On May 24th the Whitney Museum of American Art will break ground on a 200,000 sqf facility, designed by Pritzker Prize–winning architect Renzo Piano. Located in the Meatpacking District adjacent to the southern entrance to the High Line, the building will provide the Whitney with essential new space for its collection, exhibitions, and education and performing arts programs in one of New York’s most vibrant neighborhoods.
To celebrate this historic moment for the Museum, from May 19 to 27 they will host a series of events, programs, performances, and public art initiatives. A special Community Day on Saturday May 21st will feature a variety of activities free and open to the public.
The invitation only ground breaking event begins at 11 am (doors open at 10:30 am) and will include appearances by Adam D. Weinberg, the Whitney’s Alice Pratt Brown Director, architect Renzo Piano, as well as the Whitney’s Board of Trustees and city officials, friends, artists, and other supporters.
Special performances by Elizabeth Streb and the STREB Extreme Action Company and So Percussion. The Whitney Museum of American Art’s new building is anticipated to open in 2015. More information can be found here.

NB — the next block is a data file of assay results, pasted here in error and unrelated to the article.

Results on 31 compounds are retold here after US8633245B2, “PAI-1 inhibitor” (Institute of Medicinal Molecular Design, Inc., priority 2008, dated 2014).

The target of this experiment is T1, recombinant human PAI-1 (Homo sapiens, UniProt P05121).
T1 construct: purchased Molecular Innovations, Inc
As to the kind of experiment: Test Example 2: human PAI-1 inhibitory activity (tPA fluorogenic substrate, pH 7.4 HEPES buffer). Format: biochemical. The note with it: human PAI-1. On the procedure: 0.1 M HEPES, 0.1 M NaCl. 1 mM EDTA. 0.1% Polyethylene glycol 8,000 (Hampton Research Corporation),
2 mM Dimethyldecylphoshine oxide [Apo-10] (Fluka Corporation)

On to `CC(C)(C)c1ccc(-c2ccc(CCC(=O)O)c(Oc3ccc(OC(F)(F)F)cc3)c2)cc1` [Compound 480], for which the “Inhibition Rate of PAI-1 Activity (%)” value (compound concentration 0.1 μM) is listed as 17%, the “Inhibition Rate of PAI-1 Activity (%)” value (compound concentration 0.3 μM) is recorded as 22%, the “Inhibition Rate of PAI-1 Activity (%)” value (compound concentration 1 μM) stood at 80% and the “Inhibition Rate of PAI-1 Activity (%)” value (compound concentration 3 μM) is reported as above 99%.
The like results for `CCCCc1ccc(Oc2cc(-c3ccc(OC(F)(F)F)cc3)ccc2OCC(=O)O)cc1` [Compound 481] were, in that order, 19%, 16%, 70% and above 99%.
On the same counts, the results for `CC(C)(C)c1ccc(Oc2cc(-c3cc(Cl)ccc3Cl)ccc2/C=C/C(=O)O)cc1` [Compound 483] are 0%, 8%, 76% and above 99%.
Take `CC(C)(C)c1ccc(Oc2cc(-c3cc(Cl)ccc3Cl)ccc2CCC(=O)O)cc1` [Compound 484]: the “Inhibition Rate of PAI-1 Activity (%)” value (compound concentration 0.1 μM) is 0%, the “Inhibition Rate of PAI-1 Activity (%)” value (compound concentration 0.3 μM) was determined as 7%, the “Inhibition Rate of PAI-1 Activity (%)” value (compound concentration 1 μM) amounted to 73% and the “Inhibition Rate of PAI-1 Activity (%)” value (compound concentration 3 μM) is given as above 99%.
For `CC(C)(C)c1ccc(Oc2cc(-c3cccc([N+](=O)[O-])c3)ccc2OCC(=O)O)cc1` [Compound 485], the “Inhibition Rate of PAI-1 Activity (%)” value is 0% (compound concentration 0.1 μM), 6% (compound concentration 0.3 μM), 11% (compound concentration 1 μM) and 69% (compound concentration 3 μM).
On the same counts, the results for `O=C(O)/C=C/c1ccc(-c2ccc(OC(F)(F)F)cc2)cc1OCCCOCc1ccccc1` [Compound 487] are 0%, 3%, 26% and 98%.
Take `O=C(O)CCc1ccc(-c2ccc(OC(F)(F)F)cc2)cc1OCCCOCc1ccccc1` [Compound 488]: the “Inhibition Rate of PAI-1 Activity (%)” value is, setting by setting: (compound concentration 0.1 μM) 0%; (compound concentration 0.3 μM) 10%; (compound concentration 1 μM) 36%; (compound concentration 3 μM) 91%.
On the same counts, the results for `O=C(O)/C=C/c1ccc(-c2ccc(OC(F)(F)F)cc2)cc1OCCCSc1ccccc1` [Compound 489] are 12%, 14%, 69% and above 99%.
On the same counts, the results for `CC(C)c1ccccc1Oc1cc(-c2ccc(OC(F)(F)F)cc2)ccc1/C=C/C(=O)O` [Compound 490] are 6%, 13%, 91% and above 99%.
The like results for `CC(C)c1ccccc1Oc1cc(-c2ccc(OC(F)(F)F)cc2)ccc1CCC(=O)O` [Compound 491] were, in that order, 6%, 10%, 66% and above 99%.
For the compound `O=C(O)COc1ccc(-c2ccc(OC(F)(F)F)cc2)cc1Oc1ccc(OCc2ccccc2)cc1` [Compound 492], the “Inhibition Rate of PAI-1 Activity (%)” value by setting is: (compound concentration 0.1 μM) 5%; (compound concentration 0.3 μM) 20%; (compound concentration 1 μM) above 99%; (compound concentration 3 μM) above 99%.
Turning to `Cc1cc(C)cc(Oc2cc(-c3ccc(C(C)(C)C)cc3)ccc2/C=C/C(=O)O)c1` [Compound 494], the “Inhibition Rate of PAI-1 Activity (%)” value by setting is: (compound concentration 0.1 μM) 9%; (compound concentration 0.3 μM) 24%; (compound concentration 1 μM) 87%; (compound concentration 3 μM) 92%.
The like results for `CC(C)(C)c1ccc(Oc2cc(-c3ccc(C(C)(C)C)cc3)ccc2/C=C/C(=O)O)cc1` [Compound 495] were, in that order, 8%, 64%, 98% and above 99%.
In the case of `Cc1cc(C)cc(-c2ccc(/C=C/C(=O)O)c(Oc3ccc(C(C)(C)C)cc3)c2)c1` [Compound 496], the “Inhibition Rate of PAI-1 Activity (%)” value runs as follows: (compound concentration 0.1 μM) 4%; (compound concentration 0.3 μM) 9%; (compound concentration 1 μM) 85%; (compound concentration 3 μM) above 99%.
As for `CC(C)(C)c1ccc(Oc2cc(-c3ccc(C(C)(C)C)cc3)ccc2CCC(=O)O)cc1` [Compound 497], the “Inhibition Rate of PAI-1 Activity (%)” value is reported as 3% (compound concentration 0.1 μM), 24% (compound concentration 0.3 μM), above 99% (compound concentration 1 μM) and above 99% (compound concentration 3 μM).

During the summer months, Renzo Piano’s satellite design for the Whitney was in the midst of juggling a touch combination of obstacles (as we reported earlier) – the economic downturn, pressure from the community and of course, the indecisiveness of the museum board. Piano had been redesigning his original vision – a stone clad museum which floated above a glass lobby – to lower construction costs. After selling property, including six brownstones on Madison Avenue and two on 74th Street, for an estimated $100 million, the Whitney has raised $475 million of its $680 million goal. Finally, the expansion – an idea which has been 25 years in the making – will breakground on the 24th of May.
More about the updated museum after the break.
Axis Mundi … remember that firm? Back when controversy surrounded Jean Nouvel’s proposed tower for the MoMA’s expansion, the firm offered an alternative stacked design highly different from Nouvel’s metallic creation. It seems Axis Mundi is back for the shock value as the firm has just released images for their version of the new Whitney Museum of American Art. The current design, led by Renzo Piano, utilizes his characteristically light and technical aesthetics (check out his Shard which is under construction) to create an elegant addition critics have challenge may be too “timid” – Axis Mundi’s design is anything but. Their proposal incorporates a loud exoskeleton that not only seems completely out of scale, but also fights with its neighborhood for attention rather than settling into its context. The geometry, which has been shaped by the sight lines and street grid of the city, intends to reference Breuer’s Whitney on Madison Avenue. As The Architect’s Newspaper Blog noted, the proposal mentions nothing of cost – one of the biggest obstacles Piano is facing.
Check out more images of Axis Mundi’s proposal after the break.